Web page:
Retro Review ‘Satanic Rites of Dracula’
In a previous Retro Review I covered the Hammer flick Dracula AD 1972, so I feel it is appropriate to now look at its follow up. In 1973, Peter Cushing reunited with Sir Christopher Lee for, the Satanic Rites of Dracula. Of course this cult classic has healthy doses of your standard Hammer Horror elements; Satanic cults, sexy women, and bright red blood. Unlike additions to the franchise though, the Satanic Rites of Dracula takes a more minimalist approach to the legendary bloodsucker. In fact the Count does not even appear until the movie’s climax.
Reprising his role from Dracula AD 1972, Michael Coles as Inspector Murray, discovers that a cabal of powerful men are joined together in a cult based out of an isolated farm house. Naturally he looks for assistance from Dr. Van Helsing, whom he knows has great knowledge of the occult. As expected Count Dracula is pulling the strings of this cult, but his plot is not what anyone expected. Having grown weary of battling with or feeding on humanity for centuries, the Count has become weary and jaded. He now sees his best option is to wipe humanity out, via a new strain of the bubonic plague.
What many do not expect when watching the Satanic Rites of Dracula is the hip espionage elements director, Alan Gibson, mixes with the Gothic horror. In fact the whole idea of a secretive Dracula manipulating high level officials to manufacture a biological weapon for him, seems more in line with a Spectre plot in a Bond movie. In fact this film eschews the tradition of Dracula hanging out in crumbling old castles and cathedrals as he has set up base in a modern art deco office building. Given that the studio was eight films deep into Draculla stories, it makes sense that they would want to change it up. But at the end of the day this is still a Hammer Horror flick so you have to have the occult imagery and gothic settings. In the Satanic Rites of Dracula, these are found during the scenes where Satanic rituals are carried out at the behest of the Count.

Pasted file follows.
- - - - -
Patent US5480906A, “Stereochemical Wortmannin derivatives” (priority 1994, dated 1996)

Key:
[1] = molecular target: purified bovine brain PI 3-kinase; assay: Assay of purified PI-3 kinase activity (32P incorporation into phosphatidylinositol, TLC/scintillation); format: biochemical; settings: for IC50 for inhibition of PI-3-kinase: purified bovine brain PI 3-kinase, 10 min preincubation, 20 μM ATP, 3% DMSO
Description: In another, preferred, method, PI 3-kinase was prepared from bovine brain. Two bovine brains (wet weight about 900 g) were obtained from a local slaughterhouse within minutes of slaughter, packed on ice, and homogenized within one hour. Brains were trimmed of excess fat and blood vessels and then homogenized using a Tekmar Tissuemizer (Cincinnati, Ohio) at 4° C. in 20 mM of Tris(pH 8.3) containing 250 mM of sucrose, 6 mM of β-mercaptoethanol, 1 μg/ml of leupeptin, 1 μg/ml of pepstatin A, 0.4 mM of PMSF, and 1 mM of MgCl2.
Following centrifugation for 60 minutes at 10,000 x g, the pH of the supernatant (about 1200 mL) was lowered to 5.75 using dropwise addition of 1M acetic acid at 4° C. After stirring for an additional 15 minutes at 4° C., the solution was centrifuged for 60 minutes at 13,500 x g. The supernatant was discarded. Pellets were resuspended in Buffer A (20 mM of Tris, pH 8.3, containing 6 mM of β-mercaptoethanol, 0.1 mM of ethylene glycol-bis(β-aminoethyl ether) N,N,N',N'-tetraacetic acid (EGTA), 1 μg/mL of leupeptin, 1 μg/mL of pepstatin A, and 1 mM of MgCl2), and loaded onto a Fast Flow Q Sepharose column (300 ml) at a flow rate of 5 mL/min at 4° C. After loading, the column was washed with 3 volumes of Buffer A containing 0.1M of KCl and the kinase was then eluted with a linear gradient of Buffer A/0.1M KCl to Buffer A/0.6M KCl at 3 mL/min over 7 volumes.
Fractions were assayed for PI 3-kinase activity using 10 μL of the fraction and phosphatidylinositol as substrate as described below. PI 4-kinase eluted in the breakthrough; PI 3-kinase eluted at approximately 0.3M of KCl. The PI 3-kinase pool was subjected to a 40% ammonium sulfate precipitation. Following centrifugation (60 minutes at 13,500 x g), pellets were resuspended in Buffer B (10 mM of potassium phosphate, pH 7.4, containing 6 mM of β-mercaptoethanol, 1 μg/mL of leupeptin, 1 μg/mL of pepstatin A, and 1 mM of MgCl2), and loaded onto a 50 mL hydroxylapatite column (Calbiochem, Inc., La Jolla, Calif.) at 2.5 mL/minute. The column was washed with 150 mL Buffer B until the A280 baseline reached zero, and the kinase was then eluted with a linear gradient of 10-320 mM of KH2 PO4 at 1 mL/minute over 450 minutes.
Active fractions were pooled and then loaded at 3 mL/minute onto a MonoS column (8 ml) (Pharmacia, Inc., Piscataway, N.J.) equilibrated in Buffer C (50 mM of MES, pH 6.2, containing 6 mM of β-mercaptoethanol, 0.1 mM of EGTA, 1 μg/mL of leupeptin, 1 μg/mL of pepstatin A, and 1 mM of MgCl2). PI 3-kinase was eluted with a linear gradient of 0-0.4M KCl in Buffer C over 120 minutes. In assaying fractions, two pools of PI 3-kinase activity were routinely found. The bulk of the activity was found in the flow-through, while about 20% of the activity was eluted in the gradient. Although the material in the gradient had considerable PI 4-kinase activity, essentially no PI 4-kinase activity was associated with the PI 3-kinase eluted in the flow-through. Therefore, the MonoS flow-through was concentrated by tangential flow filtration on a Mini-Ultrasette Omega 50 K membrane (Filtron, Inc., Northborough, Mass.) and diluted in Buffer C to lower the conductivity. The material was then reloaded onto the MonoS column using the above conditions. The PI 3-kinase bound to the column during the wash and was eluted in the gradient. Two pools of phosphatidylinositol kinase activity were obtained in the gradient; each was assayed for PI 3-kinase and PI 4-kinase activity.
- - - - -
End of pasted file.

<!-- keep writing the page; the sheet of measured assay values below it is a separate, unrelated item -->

Many cite this movie as being the worst of Hammer’s collection of scary movies, but I personally cannot bring myself to share that opinion. It may be because this was the first Hammer Horror movie I ever saw, so there is a personal meaning to be had. But the Satanic Rites of Dracula is an entertaining film that tries something different with the classic vampire. And of course for any horror fan, seeing Peter Cushing and Sir Christopher Lee square off as Van Helsing and Dracula is always a treat. Any weaknesses there is in the script or production value is more than made up for by their charisma and showmanship. Unfortunately this would be the final time Lee would play this iconic role, but at least he had a nice violent over-the-top death to go out on. Cushing would play Van Helsing once more, in the Legend of the Seven Golden Vampires, a co-production between Hammer and the Shaw Brothers. While the Satanic Rites of Dracula may not be the best vampire film, Hammer has to offer it is well worth a watch for fans of classic horror.